The Table

I don’t write much about my faith on this blog. But as our event this weekend has got us talking about Jesus pretty much non-stop, I feel compelled to say something about a few inevitable connections between food and faith. These connections are by no means limited to Christianity–it seems that every major world religion has practices that emphasize the importance of food in our lives. (Think of the Brahman cows or the seder meal.)

Back in October I heard a sermon by Carolyn Bechtel for a communion service, in which she said, “The table is the central image for the survival of creation.” What she was getting at was not that we have to eat to live. That’s obvious.

What she was getting at were some of these things:

During the service of Christian communion, the best moment to my mind is when the people approach the table to receive the bread and the cup. Coming together over this shared symbolic meal, they suddenly cease to become victims of fashion mistakes, or whiny complainers who grate on my last nerve, or self-righteous, pompous boobs. Instead I’m reminded that they may just have lost the will to care about themselves, or maybe they care about more important things, or maybe they complain because they hope someone will listen to them, and maybe they’re pompous are because . . . okay, they may be just pompous, but even pomposity can have its charms. They’re part of my community and my family.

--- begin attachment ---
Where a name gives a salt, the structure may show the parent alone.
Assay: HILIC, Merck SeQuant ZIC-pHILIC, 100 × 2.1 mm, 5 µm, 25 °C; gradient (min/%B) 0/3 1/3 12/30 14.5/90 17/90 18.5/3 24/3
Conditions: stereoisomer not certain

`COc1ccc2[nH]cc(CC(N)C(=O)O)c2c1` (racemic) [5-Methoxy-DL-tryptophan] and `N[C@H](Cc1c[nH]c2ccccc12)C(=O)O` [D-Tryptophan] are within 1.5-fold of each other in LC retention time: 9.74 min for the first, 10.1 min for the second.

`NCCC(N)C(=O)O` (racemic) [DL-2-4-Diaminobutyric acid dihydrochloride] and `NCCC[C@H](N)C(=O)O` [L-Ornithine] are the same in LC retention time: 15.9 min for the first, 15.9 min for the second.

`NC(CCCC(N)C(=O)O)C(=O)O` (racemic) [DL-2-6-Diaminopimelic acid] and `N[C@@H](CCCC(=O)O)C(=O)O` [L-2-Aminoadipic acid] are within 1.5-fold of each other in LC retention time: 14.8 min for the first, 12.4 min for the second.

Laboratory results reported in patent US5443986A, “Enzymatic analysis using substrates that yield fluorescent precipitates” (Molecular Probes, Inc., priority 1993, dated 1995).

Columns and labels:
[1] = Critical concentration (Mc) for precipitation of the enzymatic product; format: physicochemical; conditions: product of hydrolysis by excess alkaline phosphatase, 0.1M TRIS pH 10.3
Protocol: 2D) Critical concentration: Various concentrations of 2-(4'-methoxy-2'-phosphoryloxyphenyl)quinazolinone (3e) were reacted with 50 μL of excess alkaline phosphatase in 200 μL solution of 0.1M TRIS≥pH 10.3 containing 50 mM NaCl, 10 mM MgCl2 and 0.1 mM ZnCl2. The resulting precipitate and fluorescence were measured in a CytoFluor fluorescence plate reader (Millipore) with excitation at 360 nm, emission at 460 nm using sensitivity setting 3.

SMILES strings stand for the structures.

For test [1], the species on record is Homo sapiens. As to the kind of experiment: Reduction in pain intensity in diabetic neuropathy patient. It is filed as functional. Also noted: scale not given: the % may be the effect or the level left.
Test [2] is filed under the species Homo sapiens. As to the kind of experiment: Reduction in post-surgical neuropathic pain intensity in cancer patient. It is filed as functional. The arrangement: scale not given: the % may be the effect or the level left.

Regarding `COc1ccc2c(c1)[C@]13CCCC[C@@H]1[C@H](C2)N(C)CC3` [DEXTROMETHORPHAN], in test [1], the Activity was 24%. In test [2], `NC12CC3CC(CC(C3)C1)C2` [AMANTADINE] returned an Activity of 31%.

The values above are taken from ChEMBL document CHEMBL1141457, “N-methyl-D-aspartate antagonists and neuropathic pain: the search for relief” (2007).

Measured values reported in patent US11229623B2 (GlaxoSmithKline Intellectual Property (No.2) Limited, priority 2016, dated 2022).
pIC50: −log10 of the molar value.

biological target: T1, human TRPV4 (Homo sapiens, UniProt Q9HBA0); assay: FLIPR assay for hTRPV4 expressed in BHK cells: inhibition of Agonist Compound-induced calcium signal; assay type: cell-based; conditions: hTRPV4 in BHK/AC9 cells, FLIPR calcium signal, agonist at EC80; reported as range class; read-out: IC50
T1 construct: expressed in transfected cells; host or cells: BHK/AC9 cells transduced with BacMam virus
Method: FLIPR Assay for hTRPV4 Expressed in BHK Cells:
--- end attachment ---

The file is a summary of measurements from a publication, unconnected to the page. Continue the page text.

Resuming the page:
That’s why the table, and not the individual act of communion, is the critical image. Eating together helps creation survive because we have to feed each other and sustain each other even if we don’t like each other. Producing a meal, especially in a global economy, calls on the skills and energy of many more people than the cook or the person who eats it. And the way we’re producing our meals now calls on the energy of an awful lot of people so a few can eat.

We need to bring more people to the table. We can’t focus just on feeding ourselves. We need to make sure that we create and support a system of production that allows everyone to sit down and enjoy something to eat.

I’ll return to cooking school soon, but will be thinking, if not always writing, about these ideas as I go.

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